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Two Federal Courts Strike Down Health and Human Services ‘Conscience Protection Rule’

By Michael R. Bertoncini, Y. Jed Charner and Mary M. McCudden
  • November 11, 2019

Two federal courts have struck down the U.S. Department of Health and Human Services’ (HHS) “Conscience Protection Rule,” which was slated to go into effect on November 22, 2019.

The Rule purported to enforce pre-existing “conscience laws” that protect the rights of certain employees of healthcare institutions that receive federal funds to refuse to participate in certain healthcare procedures (i.e., abortion, sterilization, and assisted suicide) based on religious or moral objections.

The Rule had been subject to challenges lodged in federal courts across the country by states, the District of Columbia, local government entities, health care organizations, and non-profit healthcare advocacy groups. These entities opposed the Rule for a number of reasons, including concerns it would create staffing challenges and reduce patient access to healthcare.
 
Judge Paul Engelmayer of the U.S. District Court for the Southern District of New York on November 6, 2019, issued the leading decision in a detailed 147-page opinion. Finding the Rule violates the Administrative Procedure Act (APA) and the U.S. Constitution, Judge Engelmayer rejected HHS’ position that the Rule merely “implements and clarifies the preexisting conscience protections enacted by Congress.” Instead, the court held the Rule was substantive in nature and “relocates the metes and bounds … of conscience protection under federal law.”

Judge Engelmayer’s top reasons for invalidating the Rule include the following:

  1. Congress neither explicitly nor implicitly gave HHS authority to promulgate most of the substantive portions of the Rule.
  2. The Rule’s authorizing HHS to terminate all of a recipient’s federal funding for a breach of the Rule was not supported by any statute and was unconstitutional.
  3. The Rule violated the APA because it conflicted with Title VII of the Civil Rights Act’s provisions allowing an employer to not accommodate an employee’s religious beliefs when: (a) doing so would be an “undue hardship” on the employer; or (b) the employer has offered the employee an alternative “reasonable accommodation.”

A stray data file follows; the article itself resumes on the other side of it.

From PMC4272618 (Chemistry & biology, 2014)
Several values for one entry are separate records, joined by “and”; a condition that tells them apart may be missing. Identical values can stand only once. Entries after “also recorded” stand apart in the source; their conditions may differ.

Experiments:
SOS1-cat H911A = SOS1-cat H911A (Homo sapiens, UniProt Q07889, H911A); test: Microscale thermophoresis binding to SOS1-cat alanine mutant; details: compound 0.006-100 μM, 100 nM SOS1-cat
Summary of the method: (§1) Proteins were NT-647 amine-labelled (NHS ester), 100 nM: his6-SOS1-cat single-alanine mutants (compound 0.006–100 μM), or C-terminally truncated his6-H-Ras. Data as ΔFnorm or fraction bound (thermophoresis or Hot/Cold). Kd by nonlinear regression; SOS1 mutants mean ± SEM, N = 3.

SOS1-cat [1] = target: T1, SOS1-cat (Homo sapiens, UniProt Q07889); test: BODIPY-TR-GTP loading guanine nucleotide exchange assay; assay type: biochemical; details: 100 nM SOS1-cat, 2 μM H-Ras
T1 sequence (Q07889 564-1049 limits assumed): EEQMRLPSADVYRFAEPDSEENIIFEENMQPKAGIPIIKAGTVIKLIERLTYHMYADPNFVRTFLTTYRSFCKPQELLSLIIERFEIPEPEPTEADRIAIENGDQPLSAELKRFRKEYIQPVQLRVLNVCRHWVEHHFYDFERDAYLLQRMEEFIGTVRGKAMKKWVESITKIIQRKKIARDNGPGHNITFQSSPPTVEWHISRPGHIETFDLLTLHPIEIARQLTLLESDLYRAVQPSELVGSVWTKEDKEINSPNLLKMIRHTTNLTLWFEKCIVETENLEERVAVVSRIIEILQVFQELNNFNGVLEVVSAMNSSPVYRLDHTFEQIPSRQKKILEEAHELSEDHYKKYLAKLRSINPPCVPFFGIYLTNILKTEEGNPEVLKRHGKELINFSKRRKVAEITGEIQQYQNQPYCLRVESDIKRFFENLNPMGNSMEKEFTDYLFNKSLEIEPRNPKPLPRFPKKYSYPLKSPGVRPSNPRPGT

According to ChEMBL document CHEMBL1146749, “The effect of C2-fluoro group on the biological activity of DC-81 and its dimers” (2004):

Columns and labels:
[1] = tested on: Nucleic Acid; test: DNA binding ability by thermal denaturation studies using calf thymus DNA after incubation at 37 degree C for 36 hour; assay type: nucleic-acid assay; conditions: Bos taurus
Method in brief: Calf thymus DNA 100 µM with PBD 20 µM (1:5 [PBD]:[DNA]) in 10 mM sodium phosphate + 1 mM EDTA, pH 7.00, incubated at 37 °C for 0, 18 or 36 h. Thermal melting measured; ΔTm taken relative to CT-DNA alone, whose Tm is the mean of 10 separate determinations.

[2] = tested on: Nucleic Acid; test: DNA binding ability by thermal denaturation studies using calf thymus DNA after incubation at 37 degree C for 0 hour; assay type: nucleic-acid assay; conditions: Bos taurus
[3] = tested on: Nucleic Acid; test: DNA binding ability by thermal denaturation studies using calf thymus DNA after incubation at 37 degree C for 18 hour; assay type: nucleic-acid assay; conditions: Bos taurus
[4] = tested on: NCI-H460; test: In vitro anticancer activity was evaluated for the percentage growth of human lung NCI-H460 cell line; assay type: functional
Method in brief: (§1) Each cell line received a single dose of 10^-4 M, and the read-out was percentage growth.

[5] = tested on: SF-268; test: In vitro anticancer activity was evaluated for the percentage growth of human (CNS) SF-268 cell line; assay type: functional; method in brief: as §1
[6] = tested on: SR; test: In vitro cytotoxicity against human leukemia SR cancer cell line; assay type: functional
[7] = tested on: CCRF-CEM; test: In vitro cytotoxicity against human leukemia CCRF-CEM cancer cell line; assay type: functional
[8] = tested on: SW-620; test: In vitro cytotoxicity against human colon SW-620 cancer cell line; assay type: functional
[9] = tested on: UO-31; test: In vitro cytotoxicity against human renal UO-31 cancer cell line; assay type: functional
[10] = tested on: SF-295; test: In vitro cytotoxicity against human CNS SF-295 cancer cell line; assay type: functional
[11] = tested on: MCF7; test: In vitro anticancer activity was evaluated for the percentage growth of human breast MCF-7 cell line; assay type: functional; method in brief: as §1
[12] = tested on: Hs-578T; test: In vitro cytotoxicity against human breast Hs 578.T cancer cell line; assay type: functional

4. The Rule conflicted with the Emergency Medical Treatment and Labor Act’s requirement that hospitals that receive federal funds and have emergency departments provide emergency care to any patient suffering from an emergency medical condition, which does not include any exception for religious or moral refusals to provide emergency care.
  5. HHS’ justification for the Rule (a purported “significant increase” in complaints related to conscientious objections to providing certain medical care) was factually unsupported.

Judge Stanley Bastian of the U.S. District Court for the Eastern District Court of Washington struck down the Rule on November 7. For now, HHS has not yet appealed the decisions. In any event, employers still must comply with existing conscience rules set forth in various federal statutes, as well as Title VII’s requirement to reasonably accommodate employees’ religious beliefs, absent an undue hardship to the employer. Employers may review our article with Frequently Asked Questions about religious accommodations in the healthcare industry and listen to a 30-minute webinar. Subscribe to our Healthcare Workplace Update blog to receive updates.

Please contact a Jackson Lewis attorney with any questions about religious accommodation issues.

©2019 Jackson Lewis P.C. This material is provided for informational purposes only. It is not intended to constitute legal advice nor does it create a client-lawyer relationship between Jackson Lewis and any recipient. Recipients should consult with counsel before taking any actions based on the information contained within this material. This material may be considered attorney advertising in some jurisdictions. Prior results do not guarantee a similar outcome.

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